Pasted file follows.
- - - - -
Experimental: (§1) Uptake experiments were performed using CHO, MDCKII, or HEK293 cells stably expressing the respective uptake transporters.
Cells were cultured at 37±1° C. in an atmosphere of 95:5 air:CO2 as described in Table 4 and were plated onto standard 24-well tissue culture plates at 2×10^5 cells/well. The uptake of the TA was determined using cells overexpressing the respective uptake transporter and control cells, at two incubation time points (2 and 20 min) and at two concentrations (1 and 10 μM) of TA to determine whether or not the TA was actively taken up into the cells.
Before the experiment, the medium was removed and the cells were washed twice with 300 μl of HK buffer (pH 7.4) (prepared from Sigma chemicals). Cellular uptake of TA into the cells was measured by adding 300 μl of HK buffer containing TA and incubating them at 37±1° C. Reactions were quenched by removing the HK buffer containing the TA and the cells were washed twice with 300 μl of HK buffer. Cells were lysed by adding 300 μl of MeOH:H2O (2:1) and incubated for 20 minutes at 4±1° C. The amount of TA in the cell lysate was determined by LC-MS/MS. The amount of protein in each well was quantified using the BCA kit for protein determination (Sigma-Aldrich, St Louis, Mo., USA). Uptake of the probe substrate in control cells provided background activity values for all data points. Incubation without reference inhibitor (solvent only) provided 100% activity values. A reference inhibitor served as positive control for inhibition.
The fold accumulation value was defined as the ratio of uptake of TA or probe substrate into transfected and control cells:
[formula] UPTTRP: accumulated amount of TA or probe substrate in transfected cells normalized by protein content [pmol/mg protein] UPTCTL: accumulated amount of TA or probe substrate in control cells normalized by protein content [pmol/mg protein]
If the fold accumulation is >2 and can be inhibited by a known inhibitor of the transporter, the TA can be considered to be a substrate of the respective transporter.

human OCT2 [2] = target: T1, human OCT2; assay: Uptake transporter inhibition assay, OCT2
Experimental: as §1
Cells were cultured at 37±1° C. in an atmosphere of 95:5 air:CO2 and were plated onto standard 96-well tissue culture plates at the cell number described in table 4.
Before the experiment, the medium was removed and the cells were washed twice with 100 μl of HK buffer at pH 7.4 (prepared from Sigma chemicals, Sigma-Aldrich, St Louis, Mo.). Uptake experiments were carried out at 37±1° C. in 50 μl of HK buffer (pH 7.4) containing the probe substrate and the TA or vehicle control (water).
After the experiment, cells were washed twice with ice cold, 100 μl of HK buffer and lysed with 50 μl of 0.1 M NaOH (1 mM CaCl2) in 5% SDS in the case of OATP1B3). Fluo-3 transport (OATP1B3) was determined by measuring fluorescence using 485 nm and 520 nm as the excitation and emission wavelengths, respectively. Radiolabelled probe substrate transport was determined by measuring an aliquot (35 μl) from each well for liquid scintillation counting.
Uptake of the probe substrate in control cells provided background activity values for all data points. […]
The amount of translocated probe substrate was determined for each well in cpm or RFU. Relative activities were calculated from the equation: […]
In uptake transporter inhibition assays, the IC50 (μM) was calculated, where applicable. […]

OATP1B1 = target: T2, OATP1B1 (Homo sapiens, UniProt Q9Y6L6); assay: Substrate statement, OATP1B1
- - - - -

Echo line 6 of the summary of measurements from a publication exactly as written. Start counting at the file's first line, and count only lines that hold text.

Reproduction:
If the fold accumulation is >2 and can be inhibited by a known inhibitor of the transporter, the TA can be considered to be a substrate of the respective transporter.